taking the words of Jesus seriously


Dear Kim Davis,


I read about your decision to go to jail rather than issue a marriage license to a gay couple. Having spent some time in jail for my own convictions, I keep thinking of you, wondering how you’re doing and what sense you’re making of your experience. Jail can be a lonely place. I want you to know I’m praying for you.


Clearly, you are a woman of conviction. Across the Blue Ridge Mountains in Western North Carolina, I was taught by women like yourself who ran both the local Sunday schools and the public schools. Those women loved me and made me memorize Scripture, for which I will always be grateful. They instilled in me a faith that persecution cannot crush. When I think of their conviction, I doubt jail alone will do anything to change your mind.


But because I learned Scripture from women like you, I also know that people of conviction can change. I remember learning about Saul, that Pharisee of Pharisees, who was absolutely certain that the early Christians were an abomination to the Lord and a threat that must be eliminated. He was on his way to round up the early Christians when Jesus met him on the road to Damascus, knocked him off his horse, and showed him a better way.


God’s Movement always needs people like Saul.


Some of your supporters have compared you to Rosa Parks. But the difference between Ms. Parks and yourself is very much like the difference between the early Christians and Saul. Ms. Parks and the early church had conviction without social power; you (like Saul) have conviction backed by a position of power. (That other powers are currently challenging your authority simply means that you live, like all of us, in the world after Babel where God’s grace permits no one absolute power.)


Saul became Paul, an apostle of Jesus, when he realized that his social power had, in fact, imprisoned him. He was freed from the chains of fear by the good news that God’s grace is for everyone—male and female, Jew and Greek, slave and free. The law was no longer his master, he wrote from prison. Paul found a freedom that the world didn’t give and the world couldn’t take away.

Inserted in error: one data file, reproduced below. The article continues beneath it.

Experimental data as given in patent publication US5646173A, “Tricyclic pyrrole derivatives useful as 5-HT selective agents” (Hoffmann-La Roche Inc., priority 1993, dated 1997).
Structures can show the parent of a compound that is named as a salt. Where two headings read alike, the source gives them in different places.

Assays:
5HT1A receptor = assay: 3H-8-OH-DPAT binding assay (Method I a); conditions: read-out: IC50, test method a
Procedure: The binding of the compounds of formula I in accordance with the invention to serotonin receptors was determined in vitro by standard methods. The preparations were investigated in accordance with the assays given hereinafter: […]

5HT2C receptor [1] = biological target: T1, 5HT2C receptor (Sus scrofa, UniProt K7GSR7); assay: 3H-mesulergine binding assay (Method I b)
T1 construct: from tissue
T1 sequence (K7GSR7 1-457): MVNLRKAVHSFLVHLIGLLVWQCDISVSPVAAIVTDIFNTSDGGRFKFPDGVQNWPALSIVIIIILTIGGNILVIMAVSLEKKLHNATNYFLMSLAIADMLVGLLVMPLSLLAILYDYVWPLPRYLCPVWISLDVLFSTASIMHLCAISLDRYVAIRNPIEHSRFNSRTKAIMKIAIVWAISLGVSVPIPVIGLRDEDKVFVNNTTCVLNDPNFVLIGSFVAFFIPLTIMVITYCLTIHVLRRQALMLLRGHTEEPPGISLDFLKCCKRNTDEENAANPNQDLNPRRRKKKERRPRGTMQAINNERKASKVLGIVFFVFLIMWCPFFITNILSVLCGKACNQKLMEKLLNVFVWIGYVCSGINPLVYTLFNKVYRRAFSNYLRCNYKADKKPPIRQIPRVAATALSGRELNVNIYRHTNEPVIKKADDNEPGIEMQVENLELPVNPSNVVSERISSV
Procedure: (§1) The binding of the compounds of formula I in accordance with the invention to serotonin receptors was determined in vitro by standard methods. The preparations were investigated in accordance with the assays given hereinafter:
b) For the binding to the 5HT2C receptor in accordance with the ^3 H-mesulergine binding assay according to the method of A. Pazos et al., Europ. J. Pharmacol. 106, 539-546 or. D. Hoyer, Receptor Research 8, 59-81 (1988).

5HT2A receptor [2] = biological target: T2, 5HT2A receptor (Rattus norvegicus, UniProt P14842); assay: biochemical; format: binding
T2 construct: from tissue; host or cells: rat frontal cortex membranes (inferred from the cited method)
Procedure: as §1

Whatever your religious conviction about gay marriage today, the sad truth of American politics is that the same powers of control and fear that tried to silence Rosa Parks sixty years ago are exploiting the fears of conservative Christians in America to try to hold onto power. You are in jail today, dear sister, because you have been taken hostage by authorities who not only despise gay people but also you and me. They cynically believe they can maintain absolute power by pitting us against gay people, poor people, undocumented people, and the good earth that the Lord God made. Sadly, they know religion can help them do it.


They know this because it is the history of religion in America. When slaveholders sought to justify their use and abuse of black people, they turned to Scripture. When the Ku Klux Klan sought to destroy black leadership after Reconstruction, they quoted Scripture. When white men refused women the right to vote, they appealed to God for justification. The people who jailed Rosa Parks were good Christian people. The critics Dr. King was answering in his letter from jail were Christian ministers.


But these are not the only people of conviction in our history. Faith also inspired abolitionists, black and white, who created an Underground Railroad while they worked to end the vicious practice of chattel slavery. Faith stirred rich and poor to work together for labor rights in the early 20th century. Faith fueled America’s freedom movement and sustained hope that beloved community is possible despite the money and the meanness of those who consistently oppose it.


What is the difference between faith that divides and faith that builds up community? “Between the Christianity of this land, and the Christianity of Christ, ” wrote Frederick Douglass in 1845, “there is the widest possible difference.” It is the difference between Saul and Paul, the difference between Rosa Parks and you. It the difference between conviction that is held hostage to power and faith that is free.


Dear sister, we do not have to be slaves to fear. We have already been set free to love our neighbors and let God judge. God’s Movement always needs people of conviction like Saul and yourself. Some of the best abolitionists were the sons and daughters of slaveholders who learned that they were free to work for others’ freedom. Some of the white people who worked with Dr. King and Ms. Parks were the children of Klansmen. But they saw the light on their own Damascus Road and found the better way.


God’s movement always needs people like Saul. We need people like you, Kim Davis. So do not be deceived. Yours is not a Birmingham jail cell, but it could well be a house on the street called Straight where the scales might fall from your eyes. This is my prayer for you and for all the sisters and brothers emersed in the Christianity of this land whom you represent.


Your brother in the Christianity of Christ,




About The Author


Jonathan Wilson-Hartgrove is a celebrated spiritual writer and speaker. Together with his wife, Leah, he co-founded the Rutba House in Durham, NC, where he also directs the School for Conversion (www.schoolforconversion.org). Jonathan works closely with the Rev. Dr. William J. Barber, II to spearhead The Poor People’s Campaign: A National Call for Moral Revival. Jonathan's newest book is "Reconstructing the Gospel: Finding Freedom from Slaveholder Religion" (InterVarsity Press).

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